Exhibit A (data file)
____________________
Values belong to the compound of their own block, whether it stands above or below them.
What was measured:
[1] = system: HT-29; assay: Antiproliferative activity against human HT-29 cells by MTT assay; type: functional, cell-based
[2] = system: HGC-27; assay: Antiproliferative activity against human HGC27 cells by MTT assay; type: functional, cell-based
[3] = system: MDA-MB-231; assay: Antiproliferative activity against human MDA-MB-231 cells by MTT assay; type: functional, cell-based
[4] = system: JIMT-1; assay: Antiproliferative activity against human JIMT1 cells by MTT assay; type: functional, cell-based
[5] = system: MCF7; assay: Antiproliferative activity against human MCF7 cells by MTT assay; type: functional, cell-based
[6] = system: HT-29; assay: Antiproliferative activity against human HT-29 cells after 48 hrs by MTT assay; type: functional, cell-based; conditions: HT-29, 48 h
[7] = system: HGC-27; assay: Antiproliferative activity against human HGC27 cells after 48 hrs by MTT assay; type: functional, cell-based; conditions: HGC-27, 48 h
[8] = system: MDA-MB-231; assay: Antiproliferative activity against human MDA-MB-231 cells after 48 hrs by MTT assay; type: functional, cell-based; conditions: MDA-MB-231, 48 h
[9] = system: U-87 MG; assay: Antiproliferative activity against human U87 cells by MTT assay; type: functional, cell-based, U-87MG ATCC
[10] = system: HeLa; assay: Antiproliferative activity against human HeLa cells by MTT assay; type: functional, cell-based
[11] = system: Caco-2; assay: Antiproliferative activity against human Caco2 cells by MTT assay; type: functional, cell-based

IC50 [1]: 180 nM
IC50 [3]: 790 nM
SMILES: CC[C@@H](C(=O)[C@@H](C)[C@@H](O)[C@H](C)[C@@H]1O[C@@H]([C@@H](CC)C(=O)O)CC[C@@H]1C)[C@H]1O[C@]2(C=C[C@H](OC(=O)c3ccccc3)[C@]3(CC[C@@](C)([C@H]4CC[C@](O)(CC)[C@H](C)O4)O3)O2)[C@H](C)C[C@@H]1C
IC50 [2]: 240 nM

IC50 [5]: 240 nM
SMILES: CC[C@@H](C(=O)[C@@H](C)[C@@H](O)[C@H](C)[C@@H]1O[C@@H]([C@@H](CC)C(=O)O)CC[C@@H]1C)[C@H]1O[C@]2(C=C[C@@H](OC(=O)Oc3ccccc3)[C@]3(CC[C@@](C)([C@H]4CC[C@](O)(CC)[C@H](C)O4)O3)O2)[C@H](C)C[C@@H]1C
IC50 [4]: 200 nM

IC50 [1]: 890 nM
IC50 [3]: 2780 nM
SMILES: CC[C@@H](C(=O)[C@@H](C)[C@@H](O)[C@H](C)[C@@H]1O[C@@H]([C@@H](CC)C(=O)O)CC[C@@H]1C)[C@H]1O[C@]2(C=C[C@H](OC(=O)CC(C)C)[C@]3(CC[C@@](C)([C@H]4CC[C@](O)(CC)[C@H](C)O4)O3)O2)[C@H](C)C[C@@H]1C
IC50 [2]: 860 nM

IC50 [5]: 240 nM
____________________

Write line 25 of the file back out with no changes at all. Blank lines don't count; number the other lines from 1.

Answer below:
IC50 [5]: 240 nM